How do you Make a Magazine?

After a hiatus of three years, ASIJ’s community magazine is at the printer. Emily Colosimo, communications intern, tells the story of the relaunch and the thinking behind the new look of The Ambassador, which ships this May.

The Ambassador was first published in 1994 and was intended to be an upgrade of The Shimbun, a newspaper format publication mailed to alumni. “Since its inception, The Ambassador aimed to engage both our alumni and the current school community. Our aim with the relaunch was to continue to provide readers with longform original features that had broad appeal and to celebrate our alumni around the world, while adding some new ingredients to the mix,” said Matt Wilce, director of communications. Matt is the longest serving editor of The Ambassador, having published 22 of its 36 issues. Prior to ASIJ, he was the editor of three other magazines and has worked for publications as diverse as People, Ikebana International, POL Oxygen and Fodors.

The first element of the magazine that the team worked on was how the magazine would fit in with the rest of ASIJ’s visual brand. “We wanted to give The Ambassador it’s own identity—something that would stand out from the rest of the ASIJ collateral but also have visual cohesiveness,” said Simon Wise, who worked for design companies in Australia and Japan before coming to ASIJ. Once that overarching concept had been agreed on, the team moved on to developing a range of cover concepts that were gradually whittled down to a final choice. “My aim with the cover was to create a design that was contemporary but with a timeless quality. In choosing a serif font for the masthead I wanted to allude to the school’s long history and set the new design apart from the previous Ambassadors which relied heavily on sans serif fonts.”

Once a cover concept was agreed upon, the next stage was deciding who would go on the cover. Matt explains, “We had a very unusual situation with the relaunch as there were a number of people who could be the cover story. Joan Fontaine ‘35 was slated to be the cover of the last issue, which ultimately didn’t go to print, so we already had sourced an image for her. With two much-loved teachers who had recently passed away and a third retiring after a 40-year career at ASIJ, we faced a dilemma about who to feature.” Out of the potential problem came a creative solution. “We decided for the relaunch issue to do a fold-out cover with four panels which would allow us to honor all four of our iconic ASIJers.”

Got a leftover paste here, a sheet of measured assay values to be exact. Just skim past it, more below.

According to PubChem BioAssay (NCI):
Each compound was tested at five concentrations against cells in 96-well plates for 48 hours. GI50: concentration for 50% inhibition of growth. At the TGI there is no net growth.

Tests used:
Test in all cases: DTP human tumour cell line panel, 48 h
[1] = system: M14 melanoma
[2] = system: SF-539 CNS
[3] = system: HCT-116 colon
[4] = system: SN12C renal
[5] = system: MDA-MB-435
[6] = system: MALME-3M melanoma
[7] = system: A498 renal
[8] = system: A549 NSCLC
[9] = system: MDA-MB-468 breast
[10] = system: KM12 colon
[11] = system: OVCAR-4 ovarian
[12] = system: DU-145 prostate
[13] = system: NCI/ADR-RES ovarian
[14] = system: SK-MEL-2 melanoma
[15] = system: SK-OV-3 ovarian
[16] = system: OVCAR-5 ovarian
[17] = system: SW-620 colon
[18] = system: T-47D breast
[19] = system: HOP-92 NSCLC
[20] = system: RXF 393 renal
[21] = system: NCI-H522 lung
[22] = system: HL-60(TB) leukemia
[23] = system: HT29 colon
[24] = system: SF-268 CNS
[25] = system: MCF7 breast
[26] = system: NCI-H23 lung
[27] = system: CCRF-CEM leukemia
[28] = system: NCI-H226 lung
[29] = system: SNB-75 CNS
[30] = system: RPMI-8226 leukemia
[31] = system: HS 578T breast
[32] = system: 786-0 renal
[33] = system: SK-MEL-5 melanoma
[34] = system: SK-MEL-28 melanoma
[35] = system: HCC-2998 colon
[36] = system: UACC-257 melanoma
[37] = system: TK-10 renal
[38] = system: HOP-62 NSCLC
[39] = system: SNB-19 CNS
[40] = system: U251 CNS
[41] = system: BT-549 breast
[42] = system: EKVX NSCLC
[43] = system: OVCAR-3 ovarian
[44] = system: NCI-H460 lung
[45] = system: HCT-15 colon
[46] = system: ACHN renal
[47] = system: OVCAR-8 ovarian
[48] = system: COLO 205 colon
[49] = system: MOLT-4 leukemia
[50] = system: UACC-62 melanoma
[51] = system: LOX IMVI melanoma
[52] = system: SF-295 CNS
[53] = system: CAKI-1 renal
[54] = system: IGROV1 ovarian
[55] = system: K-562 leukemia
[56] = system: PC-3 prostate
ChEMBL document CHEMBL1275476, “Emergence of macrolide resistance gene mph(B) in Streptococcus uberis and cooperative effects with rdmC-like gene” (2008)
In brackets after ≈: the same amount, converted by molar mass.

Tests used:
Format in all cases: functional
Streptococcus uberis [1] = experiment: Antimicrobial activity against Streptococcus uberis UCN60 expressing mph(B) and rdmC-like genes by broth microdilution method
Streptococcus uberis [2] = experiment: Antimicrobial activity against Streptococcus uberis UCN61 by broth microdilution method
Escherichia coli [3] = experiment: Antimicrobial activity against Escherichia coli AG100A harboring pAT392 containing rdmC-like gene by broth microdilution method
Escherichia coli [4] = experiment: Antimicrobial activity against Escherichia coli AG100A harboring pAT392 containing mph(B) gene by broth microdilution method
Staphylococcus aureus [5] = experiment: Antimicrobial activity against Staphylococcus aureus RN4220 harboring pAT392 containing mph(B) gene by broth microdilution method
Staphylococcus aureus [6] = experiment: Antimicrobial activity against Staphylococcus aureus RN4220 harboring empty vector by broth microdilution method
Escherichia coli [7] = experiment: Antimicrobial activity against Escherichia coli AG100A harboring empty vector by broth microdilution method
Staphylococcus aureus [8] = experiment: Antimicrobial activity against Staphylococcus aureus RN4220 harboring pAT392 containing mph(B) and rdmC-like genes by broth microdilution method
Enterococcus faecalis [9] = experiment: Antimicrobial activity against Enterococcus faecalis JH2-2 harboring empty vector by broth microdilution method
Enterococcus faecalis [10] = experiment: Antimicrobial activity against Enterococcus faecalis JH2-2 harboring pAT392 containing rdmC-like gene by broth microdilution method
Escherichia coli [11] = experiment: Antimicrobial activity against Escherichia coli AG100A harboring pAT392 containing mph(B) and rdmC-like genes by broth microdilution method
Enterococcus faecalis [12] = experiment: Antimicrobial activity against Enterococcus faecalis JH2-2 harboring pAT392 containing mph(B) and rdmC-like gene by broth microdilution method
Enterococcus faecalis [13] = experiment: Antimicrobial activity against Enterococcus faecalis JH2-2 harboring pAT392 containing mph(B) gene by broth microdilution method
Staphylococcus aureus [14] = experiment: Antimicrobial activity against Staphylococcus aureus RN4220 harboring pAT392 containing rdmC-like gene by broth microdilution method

Jarrad selects photos for the cover story.

With images already sourced for three of the covers, the next step was creating a cover photo. Jarrad Jinks, communications and alumni officer, who interviewed our cover star and wrote the article, would also be the one to shoot his subject. “Simon and Matt had a clear idea of what they wanted for the cover and we all agreed we needed a dramatic photo that would grab people’s attention. We had great, fun archival shots  for the feature itself, but we wanted to take this opportunity to capture a more contemplative and poignant picture,” explains Jarrad, who studied photography at the University of Wisconsin. After conducting some test shots on location, a photoshoot with the cover model was set. “We opted to use a strobist flash as a key-light, creating a chiaroscuro effect that would emphasize the black and gold of the background. An additional flash was set up for backlight.”